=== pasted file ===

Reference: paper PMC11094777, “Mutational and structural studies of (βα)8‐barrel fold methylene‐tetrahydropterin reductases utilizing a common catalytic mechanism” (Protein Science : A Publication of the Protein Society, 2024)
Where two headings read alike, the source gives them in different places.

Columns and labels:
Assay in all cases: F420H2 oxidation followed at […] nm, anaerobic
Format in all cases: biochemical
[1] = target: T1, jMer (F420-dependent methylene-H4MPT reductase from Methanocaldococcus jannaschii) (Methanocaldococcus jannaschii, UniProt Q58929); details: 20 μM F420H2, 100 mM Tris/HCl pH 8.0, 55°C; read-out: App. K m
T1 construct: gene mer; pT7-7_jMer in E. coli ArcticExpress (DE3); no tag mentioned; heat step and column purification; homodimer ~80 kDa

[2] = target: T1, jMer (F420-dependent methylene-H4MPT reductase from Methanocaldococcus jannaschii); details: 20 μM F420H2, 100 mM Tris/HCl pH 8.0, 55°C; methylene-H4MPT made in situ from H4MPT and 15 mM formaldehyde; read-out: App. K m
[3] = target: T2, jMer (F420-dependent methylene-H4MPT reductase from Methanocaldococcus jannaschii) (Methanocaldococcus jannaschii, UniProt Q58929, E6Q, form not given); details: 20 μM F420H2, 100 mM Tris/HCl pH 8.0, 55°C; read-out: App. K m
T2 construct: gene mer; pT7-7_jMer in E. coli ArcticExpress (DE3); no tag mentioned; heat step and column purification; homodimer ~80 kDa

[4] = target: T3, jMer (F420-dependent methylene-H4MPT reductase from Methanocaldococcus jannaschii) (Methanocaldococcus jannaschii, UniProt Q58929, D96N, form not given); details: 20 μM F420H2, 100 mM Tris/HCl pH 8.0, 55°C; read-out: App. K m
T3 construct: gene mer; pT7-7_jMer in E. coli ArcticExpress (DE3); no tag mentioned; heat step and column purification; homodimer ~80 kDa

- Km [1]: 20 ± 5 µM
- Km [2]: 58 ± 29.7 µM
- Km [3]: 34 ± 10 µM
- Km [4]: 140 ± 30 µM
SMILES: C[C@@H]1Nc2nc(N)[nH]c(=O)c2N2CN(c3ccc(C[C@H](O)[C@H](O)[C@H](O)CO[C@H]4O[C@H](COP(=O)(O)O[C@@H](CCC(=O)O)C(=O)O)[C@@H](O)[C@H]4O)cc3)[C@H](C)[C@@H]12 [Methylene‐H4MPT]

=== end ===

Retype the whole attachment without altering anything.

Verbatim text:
Reference: paper PMC11094777, “Mutational and structural studies of (βα)8‐barrel fold methylene‐tetrahydropterin reductases utilizing a common catalytic mechanism” (Protein Science : A Publication of the Protein Society, 2024)
Where two headings read alike, the source gives them in different places.

Columns and labels:
Assay in all cases: F420H2 oxidation followed at […] nm, anaerobic
Format in all cases: biochemical
[1] = target: T1, jMer (F420-dependent methylene-H4MPT reductase from Methanocaldococcus jannaschii) (Methanocaldococcus jannaschii, UniProt Q58929); details: 20 μM F420H2, 100 mM Tris/HCl pH 8.0, 55°C; read-out: App. K m
T1 construct: gene mer; pT7-7_jMer in E. coli ArcticExpress (DE3); no tag mentioned; heat step and column purification; homodimer ~80 kDa

[2] = target: T1, jMer (F420-dependent methylene-H4MPT reductase from Methanocaldococcus jannaschii); details: 20 μM F420H2, 100 mM Tris/HCl pH 8.0, 55°C; methylene-H4MPT made in situ from H4MPT and 15 mM formaldehyde; read-out: App. K m
[3] = target: T2, jMer (F420-dependent methylene-H4MPT reductase from Methanocaldococcus jannaschii) (Methanocaldococcus jannaschii, UniProt Q58929, E6Q, form not given); details: 20 μM F420H2, 100 mM Tris/HCl pH 8.0, 55°C; read-out: App. K m
T2 construct: gene mer; pT7-7_jMer in E. coli ArcticExpress (DE3); no tag mentioned; heat step and column purification; homodimer ~80 kDa

[4] = target: T3, jMer (F420-dependent methylene-H4MPT reductase from Methanocaldococcus jannaschii) (Methanocaldococcus jannaschii, UniProt Q58929, D96N, form not given); details: 20 μM F420H2, 100 mM Tris/HCl pH 8.0, 55°C; read-out: App. K m
T3 construct: gene mer; pT7-7_jMer in E. coli ArcticExpress (DE3); no tag mentioned; heat step and column purification; homodimer ~80 kDa

- Km [1]: 20 ± 5 µM
- Km [2]: 58 ± 29.7 µM
- Km [3]: 34 ± 10 µM
- Km [4]: 140 ± 30 µM
SMILES: C[C@@H]1Nc2nc(N)[nH]c(=O)c2N2CN(c3ccc(C[C@H](O)[C@H](O)[C@H](O)CO[C@H]4O[C@H](COP(=O)(O)O[C@@H](CCC(=O)O)C(=O)O)[C@@H](O)[C@H]4O)cc3)[C@H](C)[C@@H]12 [Methylene‐H4MPT]